"If it is difficult for you to pray, your thoughts cannot follow closely the meaning of the words, and you will be repeating them without understanding. And such a prayer is worth nothing, for it will be caught on its way to Heaven by the devil, who, supported by his black hosts, lays in wait for us everywhere, even in church. One must know how to pray. The prayer must have such strength that each word of it will burn into the mind and heart; each word must be sent forth not only by the lips but by every fibre of the body, by every drop of blood, by every sigh. Only we really know how to pray, only we. I shall teach you … but do not disclose the secret!"

He stopped and came over to me, bent low and began to whisper:

"Starosta, you understand the torture and the longing of men living here. Everything that one can give them of consolation or relief will be a commendable act, agreeable unto God. Do not be astonished, Starosta, and tell no one of what you are about to see."

"Very well," I answered.

Then Nikoloff drew from his breast a bronze cross on a little chain, hung it on the wall and, crossing himself many times, knelt, touched the floor with his forehead, rose and repeated the same movements again and again, making each quicker than the last. Through it all he muttered in supplication only one sentence:

"Christ be merciful unto us!"

The convicts stood by like two immovable statues, with their eyes riveted upon him and their lips moving inaudibly. Nikoloff's face grew even paler, his mouth was open, he breathed with a whistling sound and his eyes were larger than ever. Finally he sprang to his feet, ran to the middle of the room and, continually repeating these same words, began making circles, ever smaller and smaller, until he was whirling in one spot with such speed that I saw two faces and four hands in the glimmering light. But he still continued so to increase his speed that he became but a shadow, almost transparent, and finally melted away in the darkness that his own twirling had produced by extinguishing the candle. In a second I heard the thud of a falling body and ordered the convicts to relight the lamp, while I busied myself about Nikoloff, who lay unconscious on the floor.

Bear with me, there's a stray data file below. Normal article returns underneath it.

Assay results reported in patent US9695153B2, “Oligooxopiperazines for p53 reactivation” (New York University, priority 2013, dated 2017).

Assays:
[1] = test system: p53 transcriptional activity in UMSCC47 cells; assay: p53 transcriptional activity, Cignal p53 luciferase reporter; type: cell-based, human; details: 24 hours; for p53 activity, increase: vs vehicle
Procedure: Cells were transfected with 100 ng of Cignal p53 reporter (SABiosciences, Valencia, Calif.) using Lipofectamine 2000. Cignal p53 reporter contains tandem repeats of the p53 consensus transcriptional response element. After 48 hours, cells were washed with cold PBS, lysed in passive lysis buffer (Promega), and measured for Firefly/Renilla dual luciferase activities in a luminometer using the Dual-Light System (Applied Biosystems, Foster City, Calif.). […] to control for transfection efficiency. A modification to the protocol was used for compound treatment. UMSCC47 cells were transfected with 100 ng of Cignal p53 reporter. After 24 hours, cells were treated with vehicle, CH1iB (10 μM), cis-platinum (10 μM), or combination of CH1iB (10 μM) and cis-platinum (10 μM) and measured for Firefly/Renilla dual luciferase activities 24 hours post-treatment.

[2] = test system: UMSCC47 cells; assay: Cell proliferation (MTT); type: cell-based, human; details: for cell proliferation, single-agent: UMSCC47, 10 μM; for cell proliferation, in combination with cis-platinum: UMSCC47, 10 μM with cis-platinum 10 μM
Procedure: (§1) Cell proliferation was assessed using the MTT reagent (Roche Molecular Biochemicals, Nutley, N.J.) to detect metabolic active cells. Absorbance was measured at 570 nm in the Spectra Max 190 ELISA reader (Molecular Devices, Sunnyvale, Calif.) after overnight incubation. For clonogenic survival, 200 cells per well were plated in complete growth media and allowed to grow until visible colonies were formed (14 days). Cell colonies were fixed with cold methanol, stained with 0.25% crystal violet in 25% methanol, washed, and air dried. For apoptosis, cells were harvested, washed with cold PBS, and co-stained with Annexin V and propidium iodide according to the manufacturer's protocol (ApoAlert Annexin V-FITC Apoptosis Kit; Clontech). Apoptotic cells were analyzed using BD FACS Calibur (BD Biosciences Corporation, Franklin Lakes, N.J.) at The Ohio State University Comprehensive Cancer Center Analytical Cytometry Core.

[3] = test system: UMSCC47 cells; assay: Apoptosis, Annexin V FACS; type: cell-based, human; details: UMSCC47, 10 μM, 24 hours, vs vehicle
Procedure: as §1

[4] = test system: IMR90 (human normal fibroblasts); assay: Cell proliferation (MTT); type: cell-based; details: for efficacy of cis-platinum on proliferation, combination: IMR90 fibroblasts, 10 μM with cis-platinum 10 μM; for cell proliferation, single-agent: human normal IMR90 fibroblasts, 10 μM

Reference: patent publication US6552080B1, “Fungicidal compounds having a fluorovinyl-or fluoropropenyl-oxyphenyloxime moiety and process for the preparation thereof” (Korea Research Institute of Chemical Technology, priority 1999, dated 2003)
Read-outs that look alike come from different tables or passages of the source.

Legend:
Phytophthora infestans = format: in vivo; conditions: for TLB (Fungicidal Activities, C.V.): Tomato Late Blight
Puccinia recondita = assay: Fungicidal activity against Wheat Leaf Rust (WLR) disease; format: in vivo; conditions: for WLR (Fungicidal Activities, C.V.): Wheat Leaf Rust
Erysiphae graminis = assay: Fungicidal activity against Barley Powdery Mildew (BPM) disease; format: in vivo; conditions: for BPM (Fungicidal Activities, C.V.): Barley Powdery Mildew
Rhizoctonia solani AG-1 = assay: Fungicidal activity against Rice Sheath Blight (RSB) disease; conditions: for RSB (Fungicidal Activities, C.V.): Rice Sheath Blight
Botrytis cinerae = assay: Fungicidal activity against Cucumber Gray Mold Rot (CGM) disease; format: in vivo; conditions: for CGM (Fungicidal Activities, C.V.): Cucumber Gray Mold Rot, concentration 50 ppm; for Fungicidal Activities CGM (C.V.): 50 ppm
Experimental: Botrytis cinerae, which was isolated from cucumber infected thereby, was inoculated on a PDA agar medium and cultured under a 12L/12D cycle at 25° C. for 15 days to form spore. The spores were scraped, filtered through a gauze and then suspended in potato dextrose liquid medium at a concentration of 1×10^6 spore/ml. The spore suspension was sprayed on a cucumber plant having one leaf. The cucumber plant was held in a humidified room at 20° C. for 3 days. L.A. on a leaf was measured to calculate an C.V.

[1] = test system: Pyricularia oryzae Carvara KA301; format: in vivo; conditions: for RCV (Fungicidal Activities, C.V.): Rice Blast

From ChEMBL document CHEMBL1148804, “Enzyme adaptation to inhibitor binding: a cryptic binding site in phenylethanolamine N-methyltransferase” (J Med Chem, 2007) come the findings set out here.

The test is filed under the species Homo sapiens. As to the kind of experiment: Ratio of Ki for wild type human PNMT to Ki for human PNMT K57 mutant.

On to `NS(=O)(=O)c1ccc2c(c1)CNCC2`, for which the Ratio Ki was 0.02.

His eyes were open and staring, foam encircled his mouth, his breast heaved with a rattling sound and he was still repeating, in a hoarse and almost inaudible voice:

"Christ be merciful unto us!"

After some minutes Nikoloff was once more seated on the bench, able, though breathing heavily, to go on with his exhortation.

"In such manner ought one to pray, only thus! Then you will hear your prayers fall at the feet of the Creator, like the low rustling of sweet-scented flowers. … We know this; yet we also know that in the noise of day, in the bustle of life among untutored men, one cannot pray in such a way. Consequently, we flee from men, we hide at night in solitary houses or in the homes of the enlightened and there we pray. …"

Then I realized what this old man really was, so evidently mysterious in the eyes of all who came in contact with him. He belonged to a sect known in the Orthodox Church as the "whirling ones." This sect originally came from Byzantium and was in all likelihood of the same extraction as the Whirling Dervishes of the Islamic faith, whom I have run across in the Crimea, at Trebizond in Turkish Asia Minor and in the northern part of Persia in the mosques between Resht and Teheran.

In this same stone sack I met another one of these many prison acquaintances whose lives were permeated with suffering and despair, the old convict, Maxim Suvoroff. He was always silent, and I never knew just why it was that he came up to the fence one day and began to talk with me, speaking in a mysterious sort of voice that searched the heart and seemed to indicate some strong inner urge for expression.

"To-day, sir, is a terrible day for me, for it is the anniversary of my crime. It is an old story, now that I have been twelve years in prison. Twelve years! Is it not a long time?"

I was silent, afraid of diverting the course of his thoughts. After a moment he continued:

"You are young, sir, and you cannot remember back to those times when long caravans of sledges, laden with tea and silk, trekked slowly across the vast Siberian stretches of snow. We drove them from Kiakhta to Irkutsk, where the principal custom-house and the largest depots of the leading firms were located. Each driver, or yamstchik, had two sledges to look out for; and I have sometimes seen a caravan of five hundred of these sledges, which thus counted two hundred and fifty men. The life was hard, for we travelled day and night, sleeping on the sledges and freezing to the marrow during the terrible cold of the blizzards and the raging northwest winds. We stopped from time to time to rest and feed the horses and took turns in guarding the caravan, as we carried valuable cargo and knew that there were always bands of men along the route who valued it as highly as we did.